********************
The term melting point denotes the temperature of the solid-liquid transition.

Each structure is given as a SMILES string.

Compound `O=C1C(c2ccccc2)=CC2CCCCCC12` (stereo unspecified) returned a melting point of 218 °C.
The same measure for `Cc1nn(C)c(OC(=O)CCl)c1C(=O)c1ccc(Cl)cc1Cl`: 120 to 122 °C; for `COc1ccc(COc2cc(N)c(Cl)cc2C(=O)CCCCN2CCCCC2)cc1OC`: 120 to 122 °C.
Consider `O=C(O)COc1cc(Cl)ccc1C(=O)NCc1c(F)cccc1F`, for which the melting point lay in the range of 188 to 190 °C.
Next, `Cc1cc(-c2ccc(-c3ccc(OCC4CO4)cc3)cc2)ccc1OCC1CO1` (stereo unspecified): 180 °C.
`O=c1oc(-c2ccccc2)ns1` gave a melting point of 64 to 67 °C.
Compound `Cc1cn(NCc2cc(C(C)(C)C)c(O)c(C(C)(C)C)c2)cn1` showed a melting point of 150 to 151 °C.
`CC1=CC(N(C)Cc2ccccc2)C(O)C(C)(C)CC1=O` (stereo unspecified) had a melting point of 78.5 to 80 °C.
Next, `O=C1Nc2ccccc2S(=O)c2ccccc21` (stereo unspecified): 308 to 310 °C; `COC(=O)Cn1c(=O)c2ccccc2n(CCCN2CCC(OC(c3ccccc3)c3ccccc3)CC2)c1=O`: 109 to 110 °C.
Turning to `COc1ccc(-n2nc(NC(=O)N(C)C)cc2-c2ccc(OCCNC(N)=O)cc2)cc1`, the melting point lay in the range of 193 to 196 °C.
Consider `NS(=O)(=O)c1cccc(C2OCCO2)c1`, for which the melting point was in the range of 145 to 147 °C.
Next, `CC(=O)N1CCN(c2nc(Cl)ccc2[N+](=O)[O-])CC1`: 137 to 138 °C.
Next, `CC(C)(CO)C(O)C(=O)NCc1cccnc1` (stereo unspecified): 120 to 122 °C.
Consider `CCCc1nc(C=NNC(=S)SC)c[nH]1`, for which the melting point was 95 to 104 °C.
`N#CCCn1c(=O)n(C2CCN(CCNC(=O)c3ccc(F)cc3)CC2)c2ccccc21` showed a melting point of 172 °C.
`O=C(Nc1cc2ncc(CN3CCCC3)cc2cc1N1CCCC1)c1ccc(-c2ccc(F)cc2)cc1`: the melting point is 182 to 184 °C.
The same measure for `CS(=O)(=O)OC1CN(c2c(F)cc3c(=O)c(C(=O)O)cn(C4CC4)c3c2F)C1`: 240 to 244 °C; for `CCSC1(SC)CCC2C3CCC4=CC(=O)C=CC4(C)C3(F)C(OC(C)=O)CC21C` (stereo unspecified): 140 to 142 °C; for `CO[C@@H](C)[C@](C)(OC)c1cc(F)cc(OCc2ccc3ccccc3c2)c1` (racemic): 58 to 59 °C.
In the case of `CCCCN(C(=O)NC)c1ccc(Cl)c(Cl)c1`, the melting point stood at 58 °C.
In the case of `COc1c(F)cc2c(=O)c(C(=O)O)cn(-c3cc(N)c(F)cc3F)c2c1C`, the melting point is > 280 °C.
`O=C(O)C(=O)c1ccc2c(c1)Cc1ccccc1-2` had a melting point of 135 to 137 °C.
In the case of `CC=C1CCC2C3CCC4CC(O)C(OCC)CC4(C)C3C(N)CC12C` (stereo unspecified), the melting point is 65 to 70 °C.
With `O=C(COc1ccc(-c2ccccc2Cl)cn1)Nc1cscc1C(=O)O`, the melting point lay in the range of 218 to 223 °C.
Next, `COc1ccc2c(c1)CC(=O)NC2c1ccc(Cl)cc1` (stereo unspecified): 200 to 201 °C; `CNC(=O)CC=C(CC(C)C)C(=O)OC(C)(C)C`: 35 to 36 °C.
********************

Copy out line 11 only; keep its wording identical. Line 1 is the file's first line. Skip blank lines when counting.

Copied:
Turning to `COc1ccc(-n2nc(NC(=O)N(C)C)cc2-c2ccc(OCCNC(N)=O)cc2)cc1`, the melting point lay in the range of 193 to 196 °C.